Springer Nature is calling on the research community to join it on a 'journey to open access, open research and beyond'.
The publisher says it has achieved a milestone in advancing discovery through open research, with more than 70 per cent of corresponding authors from four European countries now publishing via gold open access.
These authors are publishing either in fully open access journals, through Springer Open Choice (hybrid) journals, or via Springer Compact agreements that combine open access publishing and access to subscription content.
- 77 per cent of corresponding authors based in the UK;
- 90 per cent of corresponding authors based in Sweden;
- 84 per cent of corresponding authors based in the Netherlands; and
- 73 per cent of corresponding authors based in Austria.
Springer says this has been made possible through a unique environment in these markets, with support from governments and institutions who back open access, funders who fund APCs, authors who are willing to publish via open access, and a publisher providing authors with a range of publishing options, making open access a reality.
Globally, 27 per cent of all research published by Springer Nature is now published under an immediate gold open access model.
Steven Inchcoombe, chief publishing officer, said: 'Our ultimate aim is to advance discovery through driving the development of open access publishing and open research techniques. Our history of innovation – from developing open access options for authors at all levels, to taking a risk by flipping some of our best-known journals to OA models – means that more authors than ever are taking up the opportunity to publish open access, without limiting their ability to choose where to publish.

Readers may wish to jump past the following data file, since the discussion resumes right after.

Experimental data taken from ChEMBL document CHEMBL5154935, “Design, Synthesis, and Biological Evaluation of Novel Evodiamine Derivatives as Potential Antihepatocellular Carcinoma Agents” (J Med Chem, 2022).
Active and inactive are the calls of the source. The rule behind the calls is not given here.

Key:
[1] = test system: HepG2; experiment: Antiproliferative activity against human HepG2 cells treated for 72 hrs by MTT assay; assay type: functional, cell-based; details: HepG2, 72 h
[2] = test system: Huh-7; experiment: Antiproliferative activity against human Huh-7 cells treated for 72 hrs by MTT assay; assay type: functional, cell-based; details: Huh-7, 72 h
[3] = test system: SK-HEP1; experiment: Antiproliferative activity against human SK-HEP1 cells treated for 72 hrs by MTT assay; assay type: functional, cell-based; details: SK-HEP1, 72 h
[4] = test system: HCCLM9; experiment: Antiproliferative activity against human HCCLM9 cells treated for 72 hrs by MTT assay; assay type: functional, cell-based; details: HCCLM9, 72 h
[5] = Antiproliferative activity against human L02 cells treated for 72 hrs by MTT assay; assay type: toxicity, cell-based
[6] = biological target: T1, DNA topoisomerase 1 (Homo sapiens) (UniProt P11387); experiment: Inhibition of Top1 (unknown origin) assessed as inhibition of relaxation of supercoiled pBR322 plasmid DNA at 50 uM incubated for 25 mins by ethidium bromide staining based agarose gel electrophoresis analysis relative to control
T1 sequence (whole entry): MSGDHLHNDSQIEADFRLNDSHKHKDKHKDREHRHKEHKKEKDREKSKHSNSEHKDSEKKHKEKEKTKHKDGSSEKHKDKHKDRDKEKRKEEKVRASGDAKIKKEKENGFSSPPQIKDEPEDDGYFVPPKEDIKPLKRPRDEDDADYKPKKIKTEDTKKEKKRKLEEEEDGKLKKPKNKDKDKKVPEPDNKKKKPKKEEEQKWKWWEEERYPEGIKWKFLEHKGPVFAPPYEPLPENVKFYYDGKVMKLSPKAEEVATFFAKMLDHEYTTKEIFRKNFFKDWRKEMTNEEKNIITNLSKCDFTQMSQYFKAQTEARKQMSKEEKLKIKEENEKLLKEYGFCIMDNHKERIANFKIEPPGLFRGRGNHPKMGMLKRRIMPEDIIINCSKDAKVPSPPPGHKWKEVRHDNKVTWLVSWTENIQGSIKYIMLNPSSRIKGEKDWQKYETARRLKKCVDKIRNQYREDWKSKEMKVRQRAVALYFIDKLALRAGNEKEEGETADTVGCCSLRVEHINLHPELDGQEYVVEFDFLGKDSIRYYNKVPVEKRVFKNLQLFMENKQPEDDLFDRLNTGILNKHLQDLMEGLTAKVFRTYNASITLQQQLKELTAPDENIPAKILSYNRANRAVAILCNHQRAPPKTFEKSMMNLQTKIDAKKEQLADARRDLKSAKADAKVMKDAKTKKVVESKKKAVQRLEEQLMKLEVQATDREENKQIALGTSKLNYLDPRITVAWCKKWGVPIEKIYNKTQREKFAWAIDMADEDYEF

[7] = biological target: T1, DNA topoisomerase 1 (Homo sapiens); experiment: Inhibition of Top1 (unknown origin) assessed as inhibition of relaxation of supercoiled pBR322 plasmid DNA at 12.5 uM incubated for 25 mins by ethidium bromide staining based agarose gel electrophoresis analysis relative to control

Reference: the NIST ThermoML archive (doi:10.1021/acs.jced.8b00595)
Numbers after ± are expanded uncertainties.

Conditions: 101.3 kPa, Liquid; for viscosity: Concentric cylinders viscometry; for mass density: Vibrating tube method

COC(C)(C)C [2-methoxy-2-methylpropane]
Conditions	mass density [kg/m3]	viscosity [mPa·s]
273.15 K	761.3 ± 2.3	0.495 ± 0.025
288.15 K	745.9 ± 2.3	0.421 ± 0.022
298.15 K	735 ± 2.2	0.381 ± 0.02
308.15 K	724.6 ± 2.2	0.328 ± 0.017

'We are now uniquely placed among publishers to show it is possible to ‘flip’ entire countries, not just journals. This means the research is immediately openly accessible to all who wish to read it, making the transition to open access a reality.'
Inchcoombe added: 'We respect academic freedom and author choice and so continue to offer more traditional publishing alternatives, but we believe that benefits of open research for whole academic community and the wider public means that ‘open’ needs to be driven forward, and we are committed to this.
'Springer Nature is on a journey, from traditional publishing methods to open access, open research, and beyond. But we can’t succeed alone. We’re calling for the research community, from funders to institutions, authors and editors to join us in making that happen.'